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Defendant New Vornado/Saddle Brook, LLC owned a tract of land that was located in East Brunswick's HC-2 (General Highway Commercial District) zone. The property included one vacant free-standing building which New Vornado sought to convert into a gym. Because a for-profit health club was treated as a conditional use in the zone, the gym was required to comply with the relevant conditions established in the zoning ordinance, particularly that the boundary of the lot on which the gym was to be situated could not be located within 500 feet of any residence. On the other side of the street and behind other existing commercial buildings, there was a small residential neighborhood 1,200 feet away from New Vornado's property, but the edge was within 500 feet of a residence. New Vornado filed an application seeking a conditional use variance to enable it to open the gym. Plaintiff TSI East Brunswick, LLC (TSI), the owner of a health club located across the street from New Vornado's property, was the principal objector to New Vornado's application. Plaintiff filed suit to challenge the local Zoning Board's approval of New Vornado's variance. The trial court upheld the Board's decision, finding that New Vornado had met its burden of proving that its proposed plan satisfied both the positive and negative criteria and that TSI had failed to demonstrate that the Board's grant of a conditional use variance was arbitrary, capricious, or unreasonable. TSI appealed; the Appellate Division affirmed. After its review, the Supreme Court agreed with the Appellate Division and affirmed the Zoning Board's decision. View "TSI East Brunswick, LLC v. Zoning Bd. of Adjustment of Twp. of East Brunswick" on Justia Law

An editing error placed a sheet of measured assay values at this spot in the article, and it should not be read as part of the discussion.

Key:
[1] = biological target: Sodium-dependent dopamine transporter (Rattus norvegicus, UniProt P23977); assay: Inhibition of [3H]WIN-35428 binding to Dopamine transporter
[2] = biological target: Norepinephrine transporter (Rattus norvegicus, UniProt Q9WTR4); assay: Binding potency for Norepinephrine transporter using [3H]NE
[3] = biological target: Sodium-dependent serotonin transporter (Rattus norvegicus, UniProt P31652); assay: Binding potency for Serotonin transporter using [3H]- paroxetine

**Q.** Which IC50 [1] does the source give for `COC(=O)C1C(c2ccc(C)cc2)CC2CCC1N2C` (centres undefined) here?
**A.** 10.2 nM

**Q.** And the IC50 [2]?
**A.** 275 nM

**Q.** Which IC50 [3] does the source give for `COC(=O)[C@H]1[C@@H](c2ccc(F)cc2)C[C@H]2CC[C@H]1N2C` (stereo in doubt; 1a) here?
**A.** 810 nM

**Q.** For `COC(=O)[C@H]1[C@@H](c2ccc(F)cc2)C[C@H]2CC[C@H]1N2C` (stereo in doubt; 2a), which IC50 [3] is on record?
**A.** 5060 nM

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Defendants Harvey and Phyllis Karan owned a beachfront home which had a panoramic view of the beach and ocean. Plaintiff Borough of Harvey Cedars sought an easement over more than one quarter of the Karans' property to build a storm-protection dune which would invariably obstruct the Karans' view. When the Karans withheld consent, the Borough used its eminent domain power to acquire the easement. Since the parties could not agree on just compensation, the Borough filed an action in the Law Division. The Karans rejected a three-member panel of appointed commissioners' award and demanded a jury trial. At the end of trial, the court charged the jury that the Karans were entitled to "just compensation," defined as the difference between the fair market value of the property immediately before the taking and the fair market value of the remaining property immediately after the taking. It explained that fair market value included those features that enhanced the property, as well as those that diminished it, but it specifically prohibited the jury from considering any project-related general benefit enjoyed by other residents of the Borough. The jury awarded the Karans $375,000. The issue of what constituted "just compensation" was before the Supreme Court on appeal. The Court concluded after its review that a property's fair market value should be used as the benchmark in computing "just compensation": non-speculative, reasonably calculable benefits that increase the property's value at the time of the taking regardless of whether those benefits are enjoyed to a lesser or greater degree by others in the community. Because the Borough was prohibited from presenting evidence of such benefits, and the trial court erroneously charged the jury as to the calculation method for just compensation, the Court remanded for a new trial. View "Borough of Harvey Cedars v. Karan" on Justia Law